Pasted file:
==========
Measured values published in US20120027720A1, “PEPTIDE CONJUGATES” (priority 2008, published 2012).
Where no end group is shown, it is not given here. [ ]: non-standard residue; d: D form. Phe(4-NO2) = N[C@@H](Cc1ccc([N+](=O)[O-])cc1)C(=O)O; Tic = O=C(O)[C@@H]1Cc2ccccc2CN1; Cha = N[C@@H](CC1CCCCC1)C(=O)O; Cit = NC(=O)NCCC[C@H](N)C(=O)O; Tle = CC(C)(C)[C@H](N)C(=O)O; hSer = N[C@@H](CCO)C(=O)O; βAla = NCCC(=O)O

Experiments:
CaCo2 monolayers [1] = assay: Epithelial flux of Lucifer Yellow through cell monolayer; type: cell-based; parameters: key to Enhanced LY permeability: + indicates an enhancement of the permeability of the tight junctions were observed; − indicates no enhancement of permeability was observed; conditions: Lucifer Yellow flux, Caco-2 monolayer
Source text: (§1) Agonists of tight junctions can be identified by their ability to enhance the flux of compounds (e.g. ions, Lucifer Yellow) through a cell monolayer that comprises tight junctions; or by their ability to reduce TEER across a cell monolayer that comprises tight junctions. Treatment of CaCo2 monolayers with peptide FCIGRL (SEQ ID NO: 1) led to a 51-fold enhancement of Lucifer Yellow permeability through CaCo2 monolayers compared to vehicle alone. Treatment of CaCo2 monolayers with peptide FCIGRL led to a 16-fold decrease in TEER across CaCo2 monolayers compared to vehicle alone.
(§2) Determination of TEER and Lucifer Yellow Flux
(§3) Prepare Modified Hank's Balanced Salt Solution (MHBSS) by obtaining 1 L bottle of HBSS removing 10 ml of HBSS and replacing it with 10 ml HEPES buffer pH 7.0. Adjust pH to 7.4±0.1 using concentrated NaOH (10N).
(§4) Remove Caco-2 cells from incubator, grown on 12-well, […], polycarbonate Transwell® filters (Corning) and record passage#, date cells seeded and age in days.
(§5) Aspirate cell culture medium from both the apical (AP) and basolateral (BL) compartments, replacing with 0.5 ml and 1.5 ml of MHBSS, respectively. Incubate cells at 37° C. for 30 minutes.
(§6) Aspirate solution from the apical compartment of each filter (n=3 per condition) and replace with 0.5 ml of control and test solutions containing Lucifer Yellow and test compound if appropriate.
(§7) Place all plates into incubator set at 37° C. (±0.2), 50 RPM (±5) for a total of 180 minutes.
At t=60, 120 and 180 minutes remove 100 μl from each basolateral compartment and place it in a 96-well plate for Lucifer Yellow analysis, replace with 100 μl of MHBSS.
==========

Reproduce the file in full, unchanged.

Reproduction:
Measured values published in US20120027720A1, “PEPTIDE CONJUGATES” (priority 2008, published 2012).
Where no end group is shown, it is not given here. [ ]: non-standard residue; d: D form. Phe(4-NO2) = N[C@@H](Cc1ccc([N+](=O)[O-])cc1)C(=O)O; Tic = O=C(O)[C@@H]1Cc2ccccc2CN1; Cha = N[C@@H](CC1CCCCC1)C(=O)O; Cit = NC(=O)NCCC[C@H](N)C(=O)O; Tle = CC(C)(C)[C@H](N)C(=O)O; hSer = N[C@@H](CCO)C(=O)O; βAla = NCCC(=O)O

Experiments:
CaCo2 monolayers [1] = assay: Epithelial flux of Lucifer Yellow through cell monolayer; type: cell-based; parameters: key to Enhanced LY permeability: + indicates an enhancement of the permeability of the tight junctions were observed; − indicates no enhancement of permeability was observed; conditions: Lucifer Yellow flux, Caco-2 monolayer
Source text: (§1) Agonists of tight junctions can be identified by their ability to enhance the flux of compounds (e.g. ions, Lucifer Yellow) through a cell monolayer that comprises tight junctions; or by their ability to reduce TEER across a cell monolayer that comprises tight junctions. Treatment of CaCo2 monolayers with peptide FCIGRL (SEQ ID NO: 1) led to a 51-fold enhancement of Lucifer Yellow permeability through CaCo2 monolayers compared to vehicle alone. Treatment of CaCo2 monolayers with peptide FCIGRL led to a 16-fold decrease in TEER across CaCo2 monolayers compared to vehicle alone.
(§2) Determination of TEER and Lucifer Yellow Flux
(§3) Prepare Modified Hank's Balanced Salt Solution (MHBSS) by obtaining 1 L bottle of HBSS removing 10 ml of HBSS and replacing it with 10 ml HEPES buffer pH 7.0. Adjust pH to 7.4±0.1 using concentrated NaOH (10N).
(§4) Remove Caco-2 cells from incubator, grown on 12-well, […], polycarbonate Transwell® filters (Corning) and record passage#, date cells seeded and age in days.
(§5) Aspirate cell culture medium from both the apical (AP) and basolateral (BL) compartments, replacing with 0.5 ml and 1.5 ml of MHBSS, respectively. Incubate cells at 37° C. for 30 minutes.
(§6) Aspirate solution from the apical compartment of each filter (n=3 per condition) and replace with 0.5 ml of control and test solutions containing Lucifer Yellow and test compound if appropriate.
(§7) Place all plates into incubator set at 37° C. (±0.2), 50 RPM (±5) for a total of 180 minutes.
At t=60, 120 and 180 minutes remove 100 μl from each basolateral compartment and place it in a 96-well plate for Lucifer Yellow analysis, replace with 100 μl of MHBSS.